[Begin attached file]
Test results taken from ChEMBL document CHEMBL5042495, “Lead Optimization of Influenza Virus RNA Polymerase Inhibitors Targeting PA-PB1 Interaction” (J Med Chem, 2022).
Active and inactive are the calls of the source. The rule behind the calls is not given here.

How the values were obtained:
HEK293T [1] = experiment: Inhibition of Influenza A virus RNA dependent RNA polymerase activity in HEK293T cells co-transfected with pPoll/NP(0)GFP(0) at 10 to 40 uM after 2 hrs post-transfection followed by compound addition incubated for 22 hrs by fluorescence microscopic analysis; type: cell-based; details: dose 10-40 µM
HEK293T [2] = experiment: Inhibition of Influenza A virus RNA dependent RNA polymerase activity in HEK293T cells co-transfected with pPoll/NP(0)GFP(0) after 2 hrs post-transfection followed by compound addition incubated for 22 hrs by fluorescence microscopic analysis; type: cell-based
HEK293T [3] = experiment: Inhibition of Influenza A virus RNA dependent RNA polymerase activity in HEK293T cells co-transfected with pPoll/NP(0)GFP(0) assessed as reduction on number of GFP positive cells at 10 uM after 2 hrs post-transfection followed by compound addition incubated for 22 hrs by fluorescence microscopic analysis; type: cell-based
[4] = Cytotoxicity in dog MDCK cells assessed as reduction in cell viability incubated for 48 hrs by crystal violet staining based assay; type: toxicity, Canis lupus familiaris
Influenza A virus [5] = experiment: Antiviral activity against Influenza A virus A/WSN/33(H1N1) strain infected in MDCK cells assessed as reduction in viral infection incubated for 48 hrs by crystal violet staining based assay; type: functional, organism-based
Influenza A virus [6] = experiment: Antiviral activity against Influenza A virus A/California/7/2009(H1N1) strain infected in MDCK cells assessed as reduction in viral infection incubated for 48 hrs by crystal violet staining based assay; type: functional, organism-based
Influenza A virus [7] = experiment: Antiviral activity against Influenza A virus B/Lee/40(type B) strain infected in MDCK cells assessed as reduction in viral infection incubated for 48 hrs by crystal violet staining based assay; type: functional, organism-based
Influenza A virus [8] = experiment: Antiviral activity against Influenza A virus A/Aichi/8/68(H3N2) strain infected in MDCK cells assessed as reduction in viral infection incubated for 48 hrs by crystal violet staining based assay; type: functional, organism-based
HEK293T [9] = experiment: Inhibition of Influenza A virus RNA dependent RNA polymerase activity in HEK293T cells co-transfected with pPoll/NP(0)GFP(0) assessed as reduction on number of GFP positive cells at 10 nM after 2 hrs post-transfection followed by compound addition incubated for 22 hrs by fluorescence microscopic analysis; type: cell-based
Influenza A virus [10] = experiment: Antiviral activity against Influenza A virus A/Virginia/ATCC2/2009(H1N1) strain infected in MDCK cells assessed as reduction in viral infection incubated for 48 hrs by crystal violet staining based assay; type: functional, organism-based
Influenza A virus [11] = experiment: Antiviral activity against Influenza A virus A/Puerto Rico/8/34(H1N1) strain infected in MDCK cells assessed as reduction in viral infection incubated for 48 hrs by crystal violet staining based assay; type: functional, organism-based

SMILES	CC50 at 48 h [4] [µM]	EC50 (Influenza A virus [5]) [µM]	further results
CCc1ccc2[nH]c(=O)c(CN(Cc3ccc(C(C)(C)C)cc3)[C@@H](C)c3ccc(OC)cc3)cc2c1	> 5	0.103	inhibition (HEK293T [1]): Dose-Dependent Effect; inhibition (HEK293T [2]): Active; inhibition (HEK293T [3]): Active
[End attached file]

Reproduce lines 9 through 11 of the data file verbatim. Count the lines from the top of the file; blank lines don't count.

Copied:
Influenza A virus [6] = experiment: Antiviral activity against Influenza A virus A/California/7/2009(H1N1) strain infected in MDCK cells assessed as reduction in viral infection incubated for 48 hrs by crystal violet staining based assay; type: functional, organism-based
Influenza A virus [7] = experiment: Antiviral activity against Influenza A virus B/Lee/40(type B) strain infected in MDCK cells assessed as reduction in viral infection incubated for 48 hrs by crystal violet staining based assay; type: functional, organism-based
Influenza A virus [8] = experiment: Antiviral activity against Influenza A virus A/Aichi/8/68(H3N2) strain infected in MDCK cells assessed as reduction in viral infection incubated for 48 hrs by crystal violet staining based assay; type: functional, organism-based